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Re: What's the deal with the module system?

From: David Kastrup
Subject: Re: What's the deal with the module system?
Date: Wed, 25 Nov 2009 11:19:21 +0100
User-agent: Gnus/5.13 (Gnus v5.13) Emacs/23.1.50 (gnu/linux)

Neil Puttock <address@hidden> writes:

> 2009/11/24 David Kastrup <address@hidden>:
>> After applying <URL:> first,
>> indeed the following diff that throws out all the toplevel scoping
>> constructs and separate definitions of define-markup-command and
>> define-markup-list-command passes the regressions tests.  Furthermore,
>> tests show that the namespace of markups defined in one input file does
>> not extend into the next input file.
> As far as I can see, all you've done is effectively revert Nicolas's
> code which fixed the memory leaks, so I can't see why it would work.

Too bad nobody told me "check the git log of from around
its first check-in, then read the whole thread to its end which is
While nobody bothers mentioning that this final suggestion about the
error message that your own compilation does not show, but that of
others do, has been cast into code, it should be obvious that this is
what you are dealing with".

Kind of obvious, isn't it?  In the light of this archive mail proposing
the fix for the scoping issue being from Han-Wen, I have a hard time
feeling enthused about his advice

    I don't know.  Why don't you try it, and send us a patch if it
    passes the regression tests?

in <URL:>.

If people can't be expected to know their code and analysis from three
years ago, there must be comments, or the whole thing will explode
around the head of the next person who touches it.  Including the
original author that apparently does not remember what he did something

Now Han-Wen could say "Nicolas actually wrote this code" and Nicolas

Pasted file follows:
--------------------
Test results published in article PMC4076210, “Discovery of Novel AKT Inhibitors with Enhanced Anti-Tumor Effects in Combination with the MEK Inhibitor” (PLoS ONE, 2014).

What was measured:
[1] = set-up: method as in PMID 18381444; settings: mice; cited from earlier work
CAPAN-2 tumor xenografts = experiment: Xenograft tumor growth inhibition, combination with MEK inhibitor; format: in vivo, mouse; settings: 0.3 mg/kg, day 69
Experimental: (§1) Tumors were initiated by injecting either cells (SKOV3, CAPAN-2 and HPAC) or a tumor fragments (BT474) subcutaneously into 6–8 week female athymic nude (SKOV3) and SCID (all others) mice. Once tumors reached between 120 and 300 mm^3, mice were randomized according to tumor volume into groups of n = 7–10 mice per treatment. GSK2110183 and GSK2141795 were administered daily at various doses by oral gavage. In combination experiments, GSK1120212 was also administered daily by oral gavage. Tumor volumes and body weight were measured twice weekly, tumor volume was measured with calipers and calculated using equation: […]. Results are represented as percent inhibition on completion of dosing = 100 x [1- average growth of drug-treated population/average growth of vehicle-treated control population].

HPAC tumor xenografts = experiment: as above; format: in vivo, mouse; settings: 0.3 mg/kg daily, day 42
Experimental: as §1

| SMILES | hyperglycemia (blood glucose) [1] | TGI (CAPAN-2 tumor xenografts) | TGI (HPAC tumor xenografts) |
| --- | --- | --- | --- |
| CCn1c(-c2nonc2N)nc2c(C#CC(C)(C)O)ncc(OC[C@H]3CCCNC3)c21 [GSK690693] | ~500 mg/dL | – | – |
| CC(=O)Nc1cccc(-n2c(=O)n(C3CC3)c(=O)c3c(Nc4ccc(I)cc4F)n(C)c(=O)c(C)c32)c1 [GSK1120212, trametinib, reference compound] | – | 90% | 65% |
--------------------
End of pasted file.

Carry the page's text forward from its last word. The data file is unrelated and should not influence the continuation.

could say "I did not really know what I was doing, just following
Han-Wen's advice".  But then the patch should not have passed code
review.  The kind of code review that causes days of explanations from
me for trivial patches.

> I've just applied your patch, and as expected, I get the following
> errors with nearly every file (using a binary compiled with
> --disable-optimising):
> programming error: Parsed object should be dead: static
> scm_unused_struct* Prob::mark_smob(scm_unused_struct*)
> continuing, cross fingers
> programming error: Parsed object should be dead: static
> scm_unused_struct* Context_def::mark_smob(scm_unused_struct*)
> continuing, cross fingers
> Furthermore, make check segfaults if I use -j2.

Well, as I said, I don't.  I'll try seeing whether I can come up with a
good deal for letting markup signatures go out of scope together with
their markups themselves.  Even while I can't reproduce the problem,
maybe this will improve the situation for somebody else.

I have my doubts that Lilypond can develop into a sustainable project
from the current state of core mind and code.  Projects like the frogs
are nice for recruiting people, but if they are locked out of engagedly
working with parts of the core for technical and social reasons, this is
ultimately going nowhere new.

New people can't pick up the slack if they are not shown the ropes.
Those that do the heavy lifting, not the whips.

David Kastrup

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